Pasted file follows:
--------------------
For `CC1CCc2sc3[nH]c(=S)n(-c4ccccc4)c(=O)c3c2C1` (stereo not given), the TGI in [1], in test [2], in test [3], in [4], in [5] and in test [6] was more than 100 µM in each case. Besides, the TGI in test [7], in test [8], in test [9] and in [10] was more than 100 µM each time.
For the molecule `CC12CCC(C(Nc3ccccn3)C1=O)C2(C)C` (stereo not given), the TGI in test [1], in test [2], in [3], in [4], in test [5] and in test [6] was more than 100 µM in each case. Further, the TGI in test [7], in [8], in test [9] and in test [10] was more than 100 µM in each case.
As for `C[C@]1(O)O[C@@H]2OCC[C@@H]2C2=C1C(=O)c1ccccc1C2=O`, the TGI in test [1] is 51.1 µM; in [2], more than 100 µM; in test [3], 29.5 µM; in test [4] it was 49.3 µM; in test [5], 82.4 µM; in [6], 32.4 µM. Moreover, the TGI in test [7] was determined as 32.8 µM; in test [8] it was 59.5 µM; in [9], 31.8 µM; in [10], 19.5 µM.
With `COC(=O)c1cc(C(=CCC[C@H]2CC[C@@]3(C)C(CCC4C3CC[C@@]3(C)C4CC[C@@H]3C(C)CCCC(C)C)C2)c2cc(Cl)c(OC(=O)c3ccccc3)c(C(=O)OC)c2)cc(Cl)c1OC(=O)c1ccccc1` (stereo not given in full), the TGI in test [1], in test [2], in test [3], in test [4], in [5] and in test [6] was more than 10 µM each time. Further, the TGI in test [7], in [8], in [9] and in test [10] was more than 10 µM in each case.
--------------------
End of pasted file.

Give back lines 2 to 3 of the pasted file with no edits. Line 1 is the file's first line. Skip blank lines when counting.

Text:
For the molecule `CC12CCC(C(Nc3ccccn3)C1=O)C2(C)C` (stereo not given), the TGI in test [1], in test [2], in [3], in [4], in test [5] and in test [6] was more than 100 µM in each case. Further, the TGI in test [7], in [8], in test [9] and in test [10] was more than 100 µM in each case.
As for `C[C@]1(O)O[C@@H]2OCC[C@@H]2C2=C1C(=O)c1ccccc1C2=O`, the TGI in test [1] is 51.1 µM; in [2], more than 100 µM; in test [3], 29.5 µM; in test [4] it was 49.3 µM; in test [5], 82.4 µM; in [6], 32.4 µM. Moreover, the TGI in test [7] was determined as 32.8 µM; in test [8] it was 59.5 µM; in [9], 31.8 µM; in [10], 19.5 µM.